Two-thirds of the employed adult population (67 per cent) feel more can be done to welcome lesbian, gay, bisexual and transgendered employees
Canadian businesses need to do more to ensure that lesbian, gay, bisexual and transgendered employees feel welcome and valued in the workplace according to the newly released Sodexo Workplace Diversity Survey, a Leger poll of employed Canadians. Sodexo is a global leader in services that improve quality of life, an essential factor in individual and organizational performance.
Two-thirds of the employed adult population (67 per cent) feel more can be done to welcome LGBT employees. However, the LGBT community is more likely (81 per cent) to feel that businesses generally need to strive harder.
The survey also found that half of working Canadians (49 per cent) believe their employer should do more to ensure that LGBT employees feel comfortable being themselves in the workplace. However, when the same question is asked of working Canadians in the LGBT community that number jumps considerably to 59 per cent.
Overall, support for work cultures more welcoming of LGBT employees is widespread. Nine-in-10 employees (89 per cent) believe that workplace cultures should welcome all employees, regardless of sexual orientation.
When asked about overall workplace diversity, 72 per cent of Canadians feel that it should be a priority for Canada's business leaders. Again, in the LGBT community that number jumps significantly to 85 per cent.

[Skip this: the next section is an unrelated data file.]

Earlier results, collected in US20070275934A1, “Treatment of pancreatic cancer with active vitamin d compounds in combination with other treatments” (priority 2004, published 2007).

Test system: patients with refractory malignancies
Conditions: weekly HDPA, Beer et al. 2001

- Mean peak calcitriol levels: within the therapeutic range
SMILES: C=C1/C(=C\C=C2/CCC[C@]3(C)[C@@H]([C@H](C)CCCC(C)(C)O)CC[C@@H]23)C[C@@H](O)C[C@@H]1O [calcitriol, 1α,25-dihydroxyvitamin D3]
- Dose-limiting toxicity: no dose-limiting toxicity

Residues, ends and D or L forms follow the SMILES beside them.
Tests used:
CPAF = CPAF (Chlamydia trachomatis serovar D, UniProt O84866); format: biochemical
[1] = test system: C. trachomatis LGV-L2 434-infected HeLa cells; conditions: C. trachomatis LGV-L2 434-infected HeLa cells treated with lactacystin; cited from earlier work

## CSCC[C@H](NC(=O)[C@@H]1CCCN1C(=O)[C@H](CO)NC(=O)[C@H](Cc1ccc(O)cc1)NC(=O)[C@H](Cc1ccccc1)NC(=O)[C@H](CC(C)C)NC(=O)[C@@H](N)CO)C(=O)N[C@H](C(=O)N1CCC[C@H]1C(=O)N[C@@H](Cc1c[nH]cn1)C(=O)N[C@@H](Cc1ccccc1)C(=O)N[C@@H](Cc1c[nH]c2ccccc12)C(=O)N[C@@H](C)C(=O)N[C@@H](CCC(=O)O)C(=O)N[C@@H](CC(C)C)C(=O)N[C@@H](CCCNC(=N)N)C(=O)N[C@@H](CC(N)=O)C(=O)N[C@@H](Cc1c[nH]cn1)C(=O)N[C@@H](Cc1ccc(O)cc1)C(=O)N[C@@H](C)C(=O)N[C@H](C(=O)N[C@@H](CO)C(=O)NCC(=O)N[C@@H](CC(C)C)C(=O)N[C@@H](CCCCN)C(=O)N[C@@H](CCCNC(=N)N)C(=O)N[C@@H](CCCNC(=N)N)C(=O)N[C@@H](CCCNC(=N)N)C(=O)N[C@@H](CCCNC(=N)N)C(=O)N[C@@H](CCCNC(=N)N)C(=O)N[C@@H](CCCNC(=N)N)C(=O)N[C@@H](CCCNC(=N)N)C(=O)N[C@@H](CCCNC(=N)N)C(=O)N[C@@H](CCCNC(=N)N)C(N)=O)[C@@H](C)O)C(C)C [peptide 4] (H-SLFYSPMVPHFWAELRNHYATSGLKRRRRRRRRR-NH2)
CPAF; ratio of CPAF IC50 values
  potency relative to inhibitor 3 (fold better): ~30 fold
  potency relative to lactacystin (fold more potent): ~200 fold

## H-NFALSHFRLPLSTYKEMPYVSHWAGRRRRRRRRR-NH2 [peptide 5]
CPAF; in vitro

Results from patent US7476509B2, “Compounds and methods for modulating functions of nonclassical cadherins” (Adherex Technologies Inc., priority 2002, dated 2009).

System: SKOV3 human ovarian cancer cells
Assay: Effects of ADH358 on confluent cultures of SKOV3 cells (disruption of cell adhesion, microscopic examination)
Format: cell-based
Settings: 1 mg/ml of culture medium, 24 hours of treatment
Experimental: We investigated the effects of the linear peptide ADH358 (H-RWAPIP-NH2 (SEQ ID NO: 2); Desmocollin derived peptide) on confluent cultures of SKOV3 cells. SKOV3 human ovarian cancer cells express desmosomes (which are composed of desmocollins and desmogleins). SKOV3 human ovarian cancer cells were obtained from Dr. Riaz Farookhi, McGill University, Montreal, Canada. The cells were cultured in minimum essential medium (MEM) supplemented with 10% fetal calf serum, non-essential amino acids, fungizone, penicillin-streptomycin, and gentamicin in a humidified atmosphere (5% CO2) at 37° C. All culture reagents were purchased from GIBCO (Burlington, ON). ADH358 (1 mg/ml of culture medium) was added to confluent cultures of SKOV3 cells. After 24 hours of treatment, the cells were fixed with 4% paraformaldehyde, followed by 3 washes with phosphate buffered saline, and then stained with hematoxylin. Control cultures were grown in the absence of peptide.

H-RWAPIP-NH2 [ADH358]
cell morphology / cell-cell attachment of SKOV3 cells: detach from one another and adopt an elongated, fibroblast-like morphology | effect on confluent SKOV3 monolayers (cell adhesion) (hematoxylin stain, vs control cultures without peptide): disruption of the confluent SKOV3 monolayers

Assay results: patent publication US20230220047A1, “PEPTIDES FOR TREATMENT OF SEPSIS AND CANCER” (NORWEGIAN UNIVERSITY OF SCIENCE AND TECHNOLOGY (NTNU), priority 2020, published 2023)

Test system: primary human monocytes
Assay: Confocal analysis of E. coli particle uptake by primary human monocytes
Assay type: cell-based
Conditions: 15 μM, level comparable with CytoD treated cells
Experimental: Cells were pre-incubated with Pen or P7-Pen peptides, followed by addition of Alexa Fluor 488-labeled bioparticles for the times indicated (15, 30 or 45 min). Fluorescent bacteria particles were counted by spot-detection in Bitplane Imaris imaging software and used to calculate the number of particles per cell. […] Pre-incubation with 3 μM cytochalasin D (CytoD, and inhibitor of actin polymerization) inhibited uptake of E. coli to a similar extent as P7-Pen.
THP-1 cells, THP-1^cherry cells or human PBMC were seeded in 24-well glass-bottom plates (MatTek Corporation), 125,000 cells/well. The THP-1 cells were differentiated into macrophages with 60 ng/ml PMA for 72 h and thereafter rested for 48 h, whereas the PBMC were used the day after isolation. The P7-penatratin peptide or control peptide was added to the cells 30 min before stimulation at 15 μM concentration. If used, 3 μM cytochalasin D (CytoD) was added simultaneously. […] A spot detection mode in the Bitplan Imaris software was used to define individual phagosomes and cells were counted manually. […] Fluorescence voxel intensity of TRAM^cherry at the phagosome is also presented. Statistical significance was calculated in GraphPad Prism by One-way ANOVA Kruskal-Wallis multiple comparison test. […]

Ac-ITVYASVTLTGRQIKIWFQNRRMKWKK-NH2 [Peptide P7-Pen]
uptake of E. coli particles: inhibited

"Diversity is a tremendous source of strength for all businesses," said Dean Johnson, president and chief executive officer of Sodexo Canada. "It's not just the right thing to do, it's the smart thing to do."
"We envision a nation where LGBT individuals can bring their authentic and whole selves to work enabling them to achieve their full potential," said Matt Petersen, chair of Pride at Work Canada. "It's important to celebrate the high degree of support among working Canadians for workplace cultures that welcome LGBT employees, just as it's vital to highlight and address the areas for improvement."
Diversity strengthens the workplace
• 81 per cent of working Canadians agree that companies committed to diversity find it easier to attract and keep the best employees, compared to 93 per cent of LGBT employees polled.
• 84 per cent agree that workplace diversity helps companies deal with business challenges by enabling them to access new ways of thinking and perspectives, compared to 93 per cent of LGBT employees.
• 85 per cent agree that employees working for organizations committed to diversity and inclusiveness are more likely to have positive attitudes towards their work and their employer, compared with 91 per cent of LGBT employees.
"These numbers flag the need for more action to create inclusive workplaces across the country," said Michael Bach, founder and CEO of the Canadian Institute of Diversity and Inclusion (CIDI). "The fact that LGBT employees are more skeptical strongly suggests there is still considerable room for improvement to employer diversity policies."
• 93 per cent of working Canadians believe that employees who feel comfortable being who they are in the workplace are more likely to contribute to the success of their company.
• 87 per cent of working Canadians believe that companies that treat employees equally regardless of sexual orientation, race, culture or religion are more likely to be successful.